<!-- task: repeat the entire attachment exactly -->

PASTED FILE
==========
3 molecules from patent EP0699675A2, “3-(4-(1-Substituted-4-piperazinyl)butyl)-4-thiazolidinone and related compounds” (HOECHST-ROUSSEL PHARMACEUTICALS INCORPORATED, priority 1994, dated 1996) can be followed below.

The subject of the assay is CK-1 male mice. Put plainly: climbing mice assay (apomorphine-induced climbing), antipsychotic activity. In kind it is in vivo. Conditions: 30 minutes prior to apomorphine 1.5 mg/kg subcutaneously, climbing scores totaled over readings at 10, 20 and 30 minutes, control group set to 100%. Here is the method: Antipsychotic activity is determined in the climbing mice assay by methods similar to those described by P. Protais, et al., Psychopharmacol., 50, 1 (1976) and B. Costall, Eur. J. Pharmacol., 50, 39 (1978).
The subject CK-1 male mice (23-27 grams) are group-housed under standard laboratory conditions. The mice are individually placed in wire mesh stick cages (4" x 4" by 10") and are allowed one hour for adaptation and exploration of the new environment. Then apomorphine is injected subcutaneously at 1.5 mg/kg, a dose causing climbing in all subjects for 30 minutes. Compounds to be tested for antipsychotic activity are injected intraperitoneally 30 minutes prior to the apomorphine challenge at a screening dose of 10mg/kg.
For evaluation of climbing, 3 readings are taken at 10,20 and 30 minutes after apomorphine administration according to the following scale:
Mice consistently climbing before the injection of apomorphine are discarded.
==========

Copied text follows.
3 molecules from patent EP0699675A2, “3-(4-(1-Substituted-4-piperazinyl)butyl)-4-thiazolidinone and related compounds” (HOECHST-ROUSSEL PHARMACEUTICALS INCORPORATED, priority 1994, dated 1996) can be followed below.

The subject of the assay is CK-1 male mice. Put plainly: climbing mice assay (apomorphine-induced climbing), antipsychotic activity. In kind it is in vivo. Conditions: 30 minutes prior to apomorphine 1.5 mg/kg subcutaneously, climbing scores totaled over readings at 10, 20 and 30 minutes, control group set to 100%. Here is the method: Antipsychotic activity is determined in the climbing mice assay by methods similar to those described by P. Protais, et al., Psychopharmacol., 50, 1 (1976) and B. Costall, Eur. J. Pharmacol., 50, 39 (1978).
The subject CK-1 male mice (23-27 grams) are group-housed under standard laboratory conditions. The mice are individually placed in wire mesh stick cages (4" x 4" by 10") and are allowed one hour for adaptation and exploration of the new environment. Then apomorphine is injected subcutaneously at 1.5 mg/kg, a dose causing climbing in all subjects for 30 minutes. Compounds to be tested for antipsychotic activity are injected intraperitoneally 30 minutes prior to the apomorphine challenge at a screening dose of 10mg/kg.
For evaluation of climbing, 3 readings are taken at 10,20 and 30 minutes after apomorphine administration according to the following scale:
Mice consistently climbing before the injection of apomorphine are discarded.